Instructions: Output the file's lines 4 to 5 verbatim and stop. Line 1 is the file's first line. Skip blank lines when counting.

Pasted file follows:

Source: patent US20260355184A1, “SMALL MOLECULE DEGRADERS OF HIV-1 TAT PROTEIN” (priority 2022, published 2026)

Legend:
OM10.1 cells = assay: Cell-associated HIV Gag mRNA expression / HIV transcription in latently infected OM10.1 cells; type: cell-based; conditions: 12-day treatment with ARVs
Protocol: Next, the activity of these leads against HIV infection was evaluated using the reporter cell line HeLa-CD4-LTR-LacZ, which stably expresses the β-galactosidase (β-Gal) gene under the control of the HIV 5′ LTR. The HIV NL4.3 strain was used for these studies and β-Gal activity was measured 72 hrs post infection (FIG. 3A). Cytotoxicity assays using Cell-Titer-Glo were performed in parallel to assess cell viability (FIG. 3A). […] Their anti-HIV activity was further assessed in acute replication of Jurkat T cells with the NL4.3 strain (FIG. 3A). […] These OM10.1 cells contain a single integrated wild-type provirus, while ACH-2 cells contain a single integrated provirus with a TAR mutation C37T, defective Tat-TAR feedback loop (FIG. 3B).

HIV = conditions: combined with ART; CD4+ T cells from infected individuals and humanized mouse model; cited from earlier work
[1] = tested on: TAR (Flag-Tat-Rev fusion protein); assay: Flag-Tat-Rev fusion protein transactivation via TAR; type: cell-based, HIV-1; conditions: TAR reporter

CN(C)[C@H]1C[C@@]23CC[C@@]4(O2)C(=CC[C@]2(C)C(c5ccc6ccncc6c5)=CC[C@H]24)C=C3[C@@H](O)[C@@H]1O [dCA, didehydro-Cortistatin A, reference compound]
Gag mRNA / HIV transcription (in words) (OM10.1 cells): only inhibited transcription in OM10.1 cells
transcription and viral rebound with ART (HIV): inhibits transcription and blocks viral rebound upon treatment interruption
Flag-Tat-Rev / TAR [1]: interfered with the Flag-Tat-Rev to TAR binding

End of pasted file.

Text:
Protocol: Next, the activity of these leads against HIV infection was evaluated using the reporter cell line HeLa-CD4-LTR-LacZ, which stably expresses the β-galactosidase (β-Gal) gene under the control of the HIV 5′ LTR. The HIV NL4.3 strain was used for these studies and β-Gal activity was measured 72 hrs post infection (FIG. 3A). Cytotoxicity assays using Cell-Titer-Glo were performed in parallel to assess cell viability (FIG. 3A). […] Their anti-HIV activity was further assessed in acute replication of Jurkat T cells with the NL4.3 strain (FIG. 3A). […] These OM10.1 cells contain a single integrated wild-type provirus, while ACH-2 cells contain a single integrated provirus with a TAR mutation C37T, defective Tat-TAR feedback loop (FIG. 3B).

HIV = conditions: combined with ART; CD4+ T cells from infected individuals and humanized mouse model; cited from earlier work